New King James Version Bible, NKJV

The NKJV was commissioned in 1975 by Thomas Nelson Publishers. One-hundred-and-thirty respected Bible scholars, church leaders, and lay Christians worked for seven years with the goal of updating the vocabulary and grammar of the King James Version, while preserving the classic style of the of the 1611 version.

The task of updating the English of the KJV involved many changes in word order, grammar, vocabulary, and spelling. One of the most significant features of the NKJV was its removal of the second person pronouns "thou", "thee", "ye," "thy," and "thine." Verb forms were also modernized in the NKJV (for example, "speaks" rather than "speaketh").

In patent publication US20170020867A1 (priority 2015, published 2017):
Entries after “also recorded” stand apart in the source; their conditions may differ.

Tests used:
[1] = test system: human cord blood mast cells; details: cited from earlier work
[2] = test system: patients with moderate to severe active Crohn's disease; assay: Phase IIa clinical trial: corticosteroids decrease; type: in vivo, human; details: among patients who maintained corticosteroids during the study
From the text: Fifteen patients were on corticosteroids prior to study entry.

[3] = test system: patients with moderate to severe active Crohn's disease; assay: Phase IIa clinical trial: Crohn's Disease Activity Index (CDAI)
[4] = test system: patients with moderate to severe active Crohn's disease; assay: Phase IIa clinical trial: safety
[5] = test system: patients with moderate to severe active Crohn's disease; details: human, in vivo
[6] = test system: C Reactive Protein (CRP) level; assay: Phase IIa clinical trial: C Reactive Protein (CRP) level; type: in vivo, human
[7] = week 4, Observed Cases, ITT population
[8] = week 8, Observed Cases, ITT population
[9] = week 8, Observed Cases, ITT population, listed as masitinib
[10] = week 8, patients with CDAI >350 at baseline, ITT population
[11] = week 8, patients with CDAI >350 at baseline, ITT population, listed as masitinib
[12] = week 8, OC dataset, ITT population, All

Young’s Literal Translation (YLT)

Young’s Literal Translation was completed in 1898 by Robert Young, who also compiled Young’s Analytical Concordance. It is an extremely literal translation that attempts to preserve the tense and word usage as found in the original Greek and Hebrew writings. The online text is from a reprint of the 1898 edition as published by Baker Book House, Grand Rapids, Michigan. Obvious errors in spelling or inconsistent spellings of the same word were corrected in the online edition of the text. This text is Public Domain in the United States.